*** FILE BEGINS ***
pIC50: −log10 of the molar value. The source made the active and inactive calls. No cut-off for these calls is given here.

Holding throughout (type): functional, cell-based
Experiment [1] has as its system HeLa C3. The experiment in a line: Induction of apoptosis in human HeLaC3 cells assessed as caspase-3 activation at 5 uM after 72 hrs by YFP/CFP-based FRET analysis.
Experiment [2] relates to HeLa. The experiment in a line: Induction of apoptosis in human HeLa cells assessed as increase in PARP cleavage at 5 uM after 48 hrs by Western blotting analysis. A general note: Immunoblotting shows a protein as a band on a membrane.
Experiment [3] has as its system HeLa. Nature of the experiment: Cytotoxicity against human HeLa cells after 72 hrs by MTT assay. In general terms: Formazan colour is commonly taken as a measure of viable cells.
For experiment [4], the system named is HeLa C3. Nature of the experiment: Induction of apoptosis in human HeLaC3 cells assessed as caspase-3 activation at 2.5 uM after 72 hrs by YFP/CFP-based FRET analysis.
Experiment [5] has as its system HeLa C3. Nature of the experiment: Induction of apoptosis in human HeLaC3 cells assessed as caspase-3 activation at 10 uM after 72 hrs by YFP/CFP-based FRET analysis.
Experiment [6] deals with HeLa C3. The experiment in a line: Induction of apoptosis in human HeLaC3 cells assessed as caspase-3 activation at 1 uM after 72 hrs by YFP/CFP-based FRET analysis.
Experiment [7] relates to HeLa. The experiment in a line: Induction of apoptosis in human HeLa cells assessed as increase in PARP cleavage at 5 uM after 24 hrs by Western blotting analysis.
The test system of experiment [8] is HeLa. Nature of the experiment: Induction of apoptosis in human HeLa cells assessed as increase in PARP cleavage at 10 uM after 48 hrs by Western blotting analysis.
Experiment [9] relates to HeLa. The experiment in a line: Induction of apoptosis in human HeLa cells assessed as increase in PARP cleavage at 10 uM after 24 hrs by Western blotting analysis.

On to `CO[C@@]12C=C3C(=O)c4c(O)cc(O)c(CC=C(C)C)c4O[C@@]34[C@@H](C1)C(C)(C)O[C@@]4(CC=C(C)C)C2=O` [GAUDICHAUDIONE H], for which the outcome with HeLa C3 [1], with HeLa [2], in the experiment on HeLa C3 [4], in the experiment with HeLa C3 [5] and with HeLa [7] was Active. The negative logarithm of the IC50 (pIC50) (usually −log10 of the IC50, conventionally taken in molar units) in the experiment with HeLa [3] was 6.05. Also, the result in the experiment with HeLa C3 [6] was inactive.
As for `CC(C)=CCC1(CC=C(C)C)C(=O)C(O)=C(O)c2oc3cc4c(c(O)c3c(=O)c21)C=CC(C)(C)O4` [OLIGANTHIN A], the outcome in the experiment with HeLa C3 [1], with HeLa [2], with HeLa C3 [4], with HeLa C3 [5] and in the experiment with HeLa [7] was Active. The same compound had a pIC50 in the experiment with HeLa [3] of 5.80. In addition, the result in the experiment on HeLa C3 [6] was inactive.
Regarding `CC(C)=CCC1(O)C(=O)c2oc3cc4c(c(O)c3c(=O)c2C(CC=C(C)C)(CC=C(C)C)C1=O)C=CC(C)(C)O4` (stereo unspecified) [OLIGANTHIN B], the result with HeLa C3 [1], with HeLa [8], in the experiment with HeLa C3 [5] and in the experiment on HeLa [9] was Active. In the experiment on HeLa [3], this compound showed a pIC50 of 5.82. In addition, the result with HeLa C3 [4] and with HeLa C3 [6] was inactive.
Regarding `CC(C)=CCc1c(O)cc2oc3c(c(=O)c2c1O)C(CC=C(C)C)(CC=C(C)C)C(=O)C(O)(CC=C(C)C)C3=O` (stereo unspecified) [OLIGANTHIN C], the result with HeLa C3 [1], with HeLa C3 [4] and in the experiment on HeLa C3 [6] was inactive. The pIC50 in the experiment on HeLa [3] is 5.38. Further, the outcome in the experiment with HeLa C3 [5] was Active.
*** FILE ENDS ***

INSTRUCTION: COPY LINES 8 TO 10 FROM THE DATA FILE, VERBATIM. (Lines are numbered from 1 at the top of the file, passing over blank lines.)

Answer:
Experiment [6] deals with HeLa C3. The experiment in a line: Induction of apoptosis in human HeLaC3 cells assessed as caspase-3 activation at 1 uM after 72 hrs by YFP/CFP-based FRET analysis.
Experiment [7] relates to HeLa. The experiment in a line: Induction of apoptosis in human HeLa cells assessed as increase in PARP cleavage at 5 uM after 24 hrs by Western blotting analysis.
The test system of experiment [8] is HeLa. Nature of the experiment: Induction of apoptosis in human HeLa cells assessed as increase in PARP cleavage at 10 uM after 48 hrs by Western blotting analysis.